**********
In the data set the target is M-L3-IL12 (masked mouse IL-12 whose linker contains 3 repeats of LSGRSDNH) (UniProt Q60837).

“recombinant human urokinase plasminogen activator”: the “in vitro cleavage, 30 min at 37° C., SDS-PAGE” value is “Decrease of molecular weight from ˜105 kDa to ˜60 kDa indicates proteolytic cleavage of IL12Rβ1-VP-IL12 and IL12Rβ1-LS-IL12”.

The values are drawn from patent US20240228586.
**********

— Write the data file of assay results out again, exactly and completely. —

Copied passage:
In the data set the target is M-L3-IL12 (masked mouse IL-12 whose linker contains 3 repeats of LSGRSDNH) (UniProt Q60837).

“recombinant human urokinase plasminogen activator”: the “in vitro cleavage, 30 min at 37° C., SDS-PAGE” value is “Decrease of molecular weight from ˜105 kDa to ˜60 kDa indicates proteolytic cleavage of IL12Rβ1-VP-IL12 and IL12Rβ1-LS-IL12”.

The values are drawn from patent US20240228586.